Welcome to Black Futures Month! At Change Consulting, we are committed to lifting up Black changemakers and visionaries who are committed to a more just future – not just this month but everyday.
Why Black Futures Month, not Black History Month? Thank you for asking. As Alicia Garza puts it: “Black communities have always been futurists….Because of the way that the rules have been rigged against our communities, we’ve been forced to imagine a new future with possibilities for freedom.” (More on Alicia’s groundbreaking work in an interview with Yes! Magazine).
We encourage you to find ways to support Black visionaries, changemakers, leaders, and dreamers not just in February, but year-round.
The inspiring and essential work that our partners are leading in the movement for racial justice and to dismantle anti-Blackness is even more remarkable against the backdrop of ongoing and devastating state violence against Black people. Our hearts are broken yet again by the disregard for Black lives that Tyre Nichols’ murder at the hands of police signified. All this as we reel from the murders of Keenan Anderson, Takar Smith, and Oscar Sanchez by Los Angeles police, and the horrific shootings that impacted AAPI communities in Monterey Park and Half Moon Bay.
Garza, who is founder and principal of Black Futures Lab and Black to the Future Action Fund, offered a reality check for Politico on how quickly authorities moved to terminate and charge the officers who attacked Tyre Nichols: “There are some people who are going to … thump their chest and say this is a victory….at the end of the day, this case will become an exception to the rule as opposed to the rule itself.”
Garza also acknowledges the importance of recording and sharing accounts of state violence in this story on The Root: “When we don’t have records, when we don’t have documentation, that’s when people are able to ignore the problems.”
Our client partner California Black Freedom Fund rallied 28 foundation leaders to issue a joint letter, calling for sustained support for Black-led movement organizations from private, corporate, and community foundations to make justice real in California and across the country. The California Black Freedom Fund has distributed $26 million to date to Black-led movement organizations, including some specifically focused on policing such as the Anti Police-Terror Project, the Black Organizing Project, the California Black Power Network, and more.
California Funders for Boys and Men of Color highlighted statements from members of their coalition who offer wisdom on navigating the heaviness of this moment, and how we can achieve community safety:
Chet P. Hewitt, President and CEO of Sierra Health Foundation and CEO of The Center: “Our shared safety is rooted in healthy communities — not law enforcement.”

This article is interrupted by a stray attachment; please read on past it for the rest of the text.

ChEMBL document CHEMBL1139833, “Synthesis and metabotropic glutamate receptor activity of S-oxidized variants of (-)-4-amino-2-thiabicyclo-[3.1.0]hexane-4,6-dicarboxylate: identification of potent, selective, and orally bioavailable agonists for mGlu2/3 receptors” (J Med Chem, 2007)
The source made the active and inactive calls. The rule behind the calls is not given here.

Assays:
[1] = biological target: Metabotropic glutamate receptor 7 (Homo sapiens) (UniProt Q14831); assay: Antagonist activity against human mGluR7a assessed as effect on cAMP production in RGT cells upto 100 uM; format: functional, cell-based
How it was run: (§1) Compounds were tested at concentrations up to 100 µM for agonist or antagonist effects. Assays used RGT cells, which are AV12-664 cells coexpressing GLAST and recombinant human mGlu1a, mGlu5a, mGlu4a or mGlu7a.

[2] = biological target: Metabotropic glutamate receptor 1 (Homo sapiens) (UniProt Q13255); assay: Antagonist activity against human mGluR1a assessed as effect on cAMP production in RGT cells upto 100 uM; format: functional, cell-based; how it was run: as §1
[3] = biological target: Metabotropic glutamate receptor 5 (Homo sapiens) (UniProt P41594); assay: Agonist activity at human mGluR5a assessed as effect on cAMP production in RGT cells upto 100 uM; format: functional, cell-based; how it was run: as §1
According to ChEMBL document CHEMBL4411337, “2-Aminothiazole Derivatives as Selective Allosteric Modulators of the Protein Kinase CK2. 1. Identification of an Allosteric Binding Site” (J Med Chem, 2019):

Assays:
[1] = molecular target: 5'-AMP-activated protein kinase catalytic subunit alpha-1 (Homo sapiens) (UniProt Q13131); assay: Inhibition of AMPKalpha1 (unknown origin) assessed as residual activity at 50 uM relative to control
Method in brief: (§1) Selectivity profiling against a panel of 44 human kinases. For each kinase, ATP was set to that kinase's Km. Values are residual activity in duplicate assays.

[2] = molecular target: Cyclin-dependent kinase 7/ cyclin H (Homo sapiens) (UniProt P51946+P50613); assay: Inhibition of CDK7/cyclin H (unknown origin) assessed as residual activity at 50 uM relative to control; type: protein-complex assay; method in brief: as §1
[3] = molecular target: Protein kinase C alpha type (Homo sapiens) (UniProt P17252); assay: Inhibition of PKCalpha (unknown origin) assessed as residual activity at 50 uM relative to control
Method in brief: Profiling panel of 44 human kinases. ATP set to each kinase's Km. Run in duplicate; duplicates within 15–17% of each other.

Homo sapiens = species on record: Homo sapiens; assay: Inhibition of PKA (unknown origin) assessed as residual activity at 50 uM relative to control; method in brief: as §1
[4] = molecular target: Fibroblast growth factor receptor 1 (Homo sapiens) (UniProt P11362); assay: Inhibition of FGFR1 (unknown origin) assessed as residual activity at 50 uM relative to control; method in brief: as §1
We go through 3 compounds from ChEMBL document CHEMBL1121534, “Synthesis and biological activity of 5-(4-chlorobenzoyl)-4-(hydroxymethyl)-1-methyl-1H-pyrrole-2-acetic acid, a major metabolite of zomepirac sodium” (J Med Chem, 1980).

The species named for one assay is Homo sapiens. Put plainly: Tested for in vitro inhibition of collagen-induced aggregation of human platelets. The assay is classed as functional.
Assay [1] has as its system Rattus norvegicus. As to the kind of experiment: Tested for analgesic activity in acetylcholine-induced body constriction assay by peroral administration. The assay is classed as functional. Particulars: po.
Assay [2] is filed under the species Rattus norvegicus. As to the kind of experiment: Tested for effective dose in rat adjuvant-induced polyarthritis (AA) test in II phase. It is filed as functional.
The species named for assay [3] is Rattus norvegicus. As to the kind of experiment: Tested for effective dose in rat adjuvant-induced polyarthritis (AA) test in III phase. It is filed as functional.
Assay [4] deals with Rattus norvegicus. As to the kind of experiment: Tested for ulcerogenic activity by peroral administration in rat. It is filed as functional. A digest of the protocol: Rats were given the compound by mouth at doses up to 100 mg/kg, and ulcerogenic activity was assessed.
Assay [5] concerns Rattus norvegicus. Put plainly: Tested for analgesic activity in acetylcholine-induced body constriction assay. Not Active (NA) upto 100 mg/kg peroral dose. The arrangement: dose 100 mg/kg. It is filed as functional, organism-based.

Dr. Robert Ross, President of The California Endowment: “Communities must be the centerpiece of any discussion of overhauling of the definition of public safety, rather than centering on badges and guns.”
Brandi Howard, President and CEO of East Bay Community Foundation: “We recognize that AAPI community members everywhere will feel these incidents acutely because of the recent increases in anti-AAPI acts of violence. We will continue to stand in love and solidarity with the AAPI community.”
Shane Murphy Goldsmith, President/CEO of Liberty Hill Foundation: “It is time to move beyond conversations about hope and aspirations and outrage to real structural change. The systems of punishment and harm that allow this violence to be perpetuated against people of color will not transform themselves.”
Black Girl Freedom Week is needed now more than ever. The week-long celebration of Black girls, femmes, and gender expansive youth kicks off on February 13. The Advocate’s Tracy E. Gilchrist recently spoke with Joanne N. Smith, CEO, and Damala Denny, Youth Organizing Manager for Girls Gender Equality about the campaign and plans for the third annual event. Learn more about Black Girl Freedom Week and the #1BillionForBlackGirls campaign, and visit bgfw.1billion4blackgirls.org/ to get a rundown of what to expect this year.
Stop AAPI hate created a resource list for victims of the traumatic violence in Half Moon Bay as well as a GoFundMe page for the victims and their families. Phoebe Balascia, a partner of Asian American Women’s Political Initiative, linked the violence facing Asian American and Pacific Islander communities with violence against Black communities and other communities color at a recent rally, reminding us that we can only “create safety and cultivate wholeness together in community when we work toward a future where all are free with abundant resources to thrive.”
What We’re Reading
Reimagining capital, our economy, and especially our culture is necessary to create a world where Black people can thrive. Change Consulting’s dear friend, D.J., activist, and RUNWAY’s Fund Director Nina Sol Robinson wrote this piece on how RUNWAY’s company culture works hand in hand with their mission to reimagine “capital as a tool that can heal, repair and connect,” towards their vision of a world “where Black entrepreneurs thrive in a reimagined economy rooted in equity and justice.”